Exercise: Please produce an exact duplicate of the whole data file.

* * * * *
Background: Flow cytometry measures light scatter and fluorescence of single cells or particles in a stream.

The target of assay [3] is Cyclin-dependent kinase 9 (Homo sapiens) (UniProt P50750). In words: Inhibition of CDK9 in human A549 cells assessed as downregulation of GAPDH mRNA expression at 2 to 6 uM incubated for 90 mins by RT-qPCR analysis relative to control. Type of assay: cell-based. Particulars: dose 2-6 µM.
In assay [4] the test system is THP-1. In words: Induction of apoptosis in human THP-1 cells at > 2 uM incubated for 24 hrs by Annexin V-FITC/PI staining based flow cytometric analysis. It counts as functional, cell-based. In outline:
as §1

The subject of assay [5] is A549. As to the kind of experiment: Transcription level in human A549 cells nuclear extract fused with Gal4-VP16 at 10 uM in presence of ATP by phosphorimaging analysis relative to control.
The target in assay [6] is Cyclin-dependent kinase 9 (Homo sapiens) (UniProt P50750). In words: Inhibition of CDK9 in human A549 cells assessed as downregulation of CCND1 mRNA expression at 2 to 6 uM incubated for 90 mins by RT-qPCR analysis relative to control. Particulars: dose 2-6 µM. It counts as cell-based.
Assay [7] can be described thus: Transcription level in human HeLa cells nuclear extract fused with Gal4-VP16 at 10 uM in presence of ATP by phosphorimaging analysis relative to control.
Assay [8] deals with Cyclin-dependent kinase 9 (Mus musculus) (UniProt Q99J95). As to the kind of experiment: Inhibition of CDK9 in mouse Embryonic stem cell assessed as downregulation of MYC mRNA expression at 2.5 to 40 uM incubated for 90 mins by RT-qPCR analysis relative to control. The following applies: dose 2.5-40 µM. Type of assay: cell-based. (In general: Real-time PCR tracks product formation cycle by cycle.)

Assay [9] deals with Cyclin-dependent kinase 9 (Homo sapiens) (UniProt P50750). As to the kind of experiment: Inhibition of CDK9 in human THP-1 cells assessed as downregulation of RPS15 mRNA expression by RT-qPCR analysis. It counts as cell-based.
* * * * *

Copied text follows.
Background: Flow cytometry measures light scatter and fluorescence of single cells or particles in a stream.

The target of assay [3] is Cyclin-dependent kinase 9 (Homo sapiens) (UniProt P50750). In words: Inhibition of CDK9 in human A549 cells assessed as downregulation of GAPDH mRNA expression at 2 to 6 uM incubated for 90 mins by RT-qPCR analysis relative to control. Type of assay: cell-based. Particulars: dose 2-6 µM.
In assay [4] the test system is THP-1. In words: Induction of apoptosis in human THP-1 cells at > 2 uM incubated for 24 hrs by Annexin V-FITC/PI staining based flow cytometric analysis. It counts as functional, cell-based. In outline:
as §1

The subject of assay [5] is A549. As to the kind of experiment: Transcription level in human A549 cells nuclear extract fused with Gal4-VP16 at 10 uM in presence of ATP by phosphorimaging analysis relative to control.
The target in assay [6] is Cyclin-dependent kinase 9 (Homo sapiens) (UniProt P50750). In words: Inhibition of CDK9 in human A549 cells assessed as downregulation of CCND1 mRNA expression at 2 to 6 uM incubated for 90 mins by RT-qPCR analysis relative to control. Particulars: dose 2-6 µM. It counts as cell-based.
Assay [7] can be described thus: Transcription level in human HeLa cells nuclear extract fused with Gal4-VP16 at 10 uM in presence of ATP by phosphorimaging analysis relative to control.
Assay [8] deals with Cyclin-dependent kinase 9 (Mus musculus) (UniProt Q99J95). As to the kind of experiment: Inhibition of CDK9 in mouse Embryonic stem cell assessed as downregulation of MYC mRNA expression at 2.5 to 40 uM incubated for 90 mins by RT-qPCR analysis relative to control. The following applies: dose 2.5-40 µM. Type of assay: cell-based. (In general: Real-time PCR tracks product formation cycle by cycle.)

Assay [9] deals with Cyclin-dependent kinase 9 (Homo sapiens) (UniProt P50750). As to the kind of experiment: Inhibition of CDK9 in human THP-1 cells assessed as downregulation of RPS15 mRNA expression by RT-qPCR analysis. It counts as cell-based.